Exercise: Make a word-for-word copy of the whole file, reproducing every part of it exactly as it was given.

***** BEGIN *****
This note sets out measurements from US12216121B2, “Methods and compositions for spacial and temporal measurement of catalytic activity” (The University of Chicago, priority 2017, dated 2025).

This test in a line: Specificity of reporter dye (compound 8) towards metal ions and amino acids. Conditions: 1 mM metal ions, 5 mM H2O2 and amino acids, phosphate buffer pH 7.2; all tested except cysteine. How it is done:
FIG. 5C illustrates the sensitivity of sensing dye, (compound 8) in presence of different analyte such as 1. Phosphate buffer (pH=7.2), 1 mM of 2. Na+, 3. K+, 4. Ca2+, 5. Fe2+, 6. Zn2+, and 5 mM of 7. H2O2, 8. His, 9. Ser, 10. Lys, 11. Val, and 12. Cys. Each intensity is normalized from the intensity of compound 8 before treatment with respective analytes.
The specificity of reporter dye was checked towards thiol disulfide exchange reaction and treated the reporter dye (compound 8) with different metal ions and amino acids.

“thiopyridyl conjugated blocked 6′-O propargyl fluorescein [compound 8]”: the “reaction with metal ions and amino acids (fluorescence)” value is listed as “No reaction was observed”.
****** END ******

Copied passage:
This note sets out measurements from US12216121B2, “Methods and compositions for spacial and temporal measurement of catalytic activity” (The University of Chicago, priority 2017, dated 2025).

This test in a line: Specificity of reporter dye (compound 8) towards metal ions and amino acids. Conditions: 1 mM metal ions, 5 mM H2O2 and amino acids, phosphate buffer pH 7.2; all tested except cysteine. How it is done:
FIG. 5C illustrates the sensitivity of sensing dye, (compound 8) in presence of different analyte such as 1. Phosphate buffer (pH=7.2), 1 mM of 2. Na+, 3. K+, 4. Ca2+, 5. Fe2+, 6. Zn2+, and 5 mM of 7. H2O2, 8. His, 9. Ser, 10. Lys, 11. Val, and 12. Cys. Each intensity is normalized from the intensity of compound 8 before treatment with respective analytes.
The specificity of reporter dye was checked towards thiol disulfide exchange reaction and treated the reporter dye (compound 8) with different metal ions and amino acids.

“thiopyridyl conjugated blocked 6′-O propargyl fluorescein [compound 8]”: the “reaction with metal ions and amino acids (fluorescence)” value is listed as “No reaction was observed”.